by Frank Schnittger
Sun Aug 30th, 2020 at 09:36:51 PM EST
Commission President, Ursula Van Der Leyen has asked the Irish government to submit both male and female candidates to replace Phil Hogan as European Commissioner while EU sources are stating that any replacement is unlikely to retain the important Trade portfolio.
This creates a number of problems for the Irish Government. Firstly, it could be argued that asking the government to submit a shortlist from which she will make the final selection is an impertinence, as it is for the Irish government, and the Irish government alone, to determine who the next Commissioner from Ireland should be (subject to EU Council and Parliament approval).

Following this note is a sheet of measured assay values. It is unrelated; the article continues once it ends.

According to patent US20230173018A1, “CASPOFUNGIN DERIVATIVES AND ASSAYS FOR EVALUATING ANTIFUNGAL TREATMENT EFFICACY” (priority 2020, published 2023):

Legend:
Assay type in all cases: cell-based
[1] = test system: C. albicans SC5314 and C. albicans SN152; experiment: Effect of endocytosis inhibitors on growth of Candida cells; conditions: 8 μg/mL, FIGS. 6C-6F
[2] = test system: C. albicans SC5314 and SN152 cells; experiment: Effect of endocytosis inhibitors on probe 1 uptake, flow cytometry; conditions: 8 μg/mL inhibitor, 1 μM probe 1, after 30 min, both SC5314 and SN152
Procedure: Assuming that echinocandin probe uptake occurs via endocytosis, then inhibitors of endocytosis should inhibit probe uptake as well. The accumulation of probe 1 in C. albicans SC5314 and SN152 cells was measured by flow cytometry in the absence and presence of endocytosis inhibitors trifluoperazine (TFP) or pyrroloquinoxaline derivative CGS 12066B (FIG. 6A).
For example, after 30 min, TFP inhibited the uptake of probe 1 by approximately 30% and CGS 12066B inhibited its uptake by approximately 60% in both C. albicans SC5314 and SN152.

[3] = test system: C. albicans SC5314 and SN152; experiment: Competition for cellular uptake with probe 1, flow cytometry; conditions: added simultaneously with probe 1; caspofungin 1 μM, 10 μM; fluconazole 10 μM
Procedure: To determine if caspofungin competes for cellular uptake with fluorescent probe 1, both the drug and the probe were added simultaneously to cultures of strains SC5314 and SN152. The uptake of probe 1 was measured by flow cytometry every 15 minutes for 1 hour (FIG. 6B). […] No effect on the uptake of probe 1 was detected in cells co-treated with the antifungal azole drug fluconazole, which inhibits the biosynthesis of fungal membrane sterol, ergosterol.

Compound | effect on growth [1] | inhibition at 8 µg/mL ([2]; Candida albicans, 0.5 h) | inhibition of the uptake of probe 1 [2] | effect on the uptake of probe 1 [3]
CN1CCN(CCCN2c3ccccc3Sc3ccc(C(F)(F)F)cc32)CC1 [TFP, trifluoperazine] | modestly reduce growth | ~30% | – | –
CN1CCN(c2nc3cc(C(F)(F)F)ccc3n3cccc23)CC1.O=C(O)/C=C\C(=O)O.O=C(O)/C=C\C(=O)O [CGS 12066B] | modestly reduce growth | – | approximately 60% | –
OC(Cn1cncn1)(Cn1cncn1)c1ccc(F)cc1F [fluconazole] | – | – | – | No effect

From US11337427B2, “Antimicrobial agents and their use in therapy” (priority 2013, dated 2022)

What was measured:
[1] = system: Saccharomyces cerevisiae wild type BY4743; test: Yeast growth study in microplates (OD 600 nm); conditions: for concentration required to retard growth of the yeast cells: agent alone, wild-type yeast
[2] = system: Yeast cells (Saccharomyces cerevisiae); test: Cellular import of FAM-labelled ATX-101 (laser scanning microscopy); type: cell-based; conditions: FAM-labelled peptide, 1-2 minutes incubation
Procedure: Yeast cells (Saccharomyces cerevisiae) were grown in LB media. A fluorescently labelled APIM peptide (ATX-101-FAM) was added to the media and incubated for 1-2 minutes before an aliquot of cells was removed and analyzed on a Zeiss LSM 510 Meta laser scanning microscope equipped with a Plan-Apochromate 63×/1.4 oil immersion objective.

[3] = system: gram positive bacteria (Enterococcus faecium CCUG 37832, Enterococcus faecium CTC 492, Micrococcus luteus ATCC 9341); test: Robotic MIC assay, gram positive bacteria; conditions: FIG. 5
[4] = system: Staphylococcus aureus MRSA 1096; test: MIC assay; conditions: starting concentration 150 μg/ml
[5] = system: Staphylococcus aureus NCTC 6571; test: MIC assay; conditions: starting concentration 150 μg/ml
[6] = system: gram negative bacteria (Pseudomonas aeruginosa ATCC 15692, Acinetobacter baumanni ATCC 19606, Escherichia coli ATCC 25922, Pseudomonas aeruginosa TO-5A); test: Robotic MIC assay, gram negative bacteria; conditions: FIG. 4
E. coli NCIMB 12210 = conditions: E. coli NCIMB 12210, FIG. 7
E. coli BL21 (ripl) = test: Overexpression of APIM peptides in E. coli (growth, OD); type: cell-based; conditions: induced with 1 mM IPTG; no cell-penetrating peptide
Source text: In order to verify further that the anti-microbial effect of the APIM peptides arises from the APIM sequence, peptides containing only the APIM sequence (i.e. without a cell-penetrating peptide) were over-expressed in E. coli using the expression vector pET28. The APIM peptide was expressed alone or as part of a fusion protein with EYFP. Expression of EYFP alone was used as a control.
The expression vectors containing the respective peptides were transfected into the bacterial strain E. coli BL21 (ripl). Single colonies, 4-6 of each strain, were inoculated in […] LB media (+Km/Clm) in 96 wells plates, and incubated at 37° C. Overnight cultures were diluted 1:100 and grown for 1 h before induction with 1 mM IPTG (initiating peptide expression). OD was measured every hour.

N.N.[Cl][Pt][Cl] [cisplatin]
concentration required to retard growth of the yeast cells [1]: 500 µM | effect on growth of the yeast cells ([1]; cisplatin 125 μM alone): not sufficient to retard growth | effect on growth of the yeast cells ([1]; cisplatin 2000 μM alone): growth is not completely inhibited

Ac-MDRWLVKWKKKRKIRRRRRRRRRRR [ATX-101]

Secondly, what well qualified man, for example Leo Varadkar, Simon Coveney, or Paschal Donohue, would allow their name to go forward if they could be passed over for a less qualified woman? It would destroy their political careers in Ireland if they were seen to have sought the job and were then passed over for a more junior colleague.
When you have already been appointed to high office you are not supposed to hanker after another. Hogan's reputation had already been damaged when he expressed an interest in the WTO Director General job. People who had fought for him to get the Trade Commissioner job were not impressed that he might leave for another job so soon.
The result could be that only second tier men will apply, and a second-tier woman could then justifiably be said to be the best available candidate for the job. Leo Varadkar, Ex-Taoiseach and current Tánaiste (deputy Prime Minister) and Pascal Donohue, Finance Minister and President of the Eurogroup, have already ruled themselves out of consideration.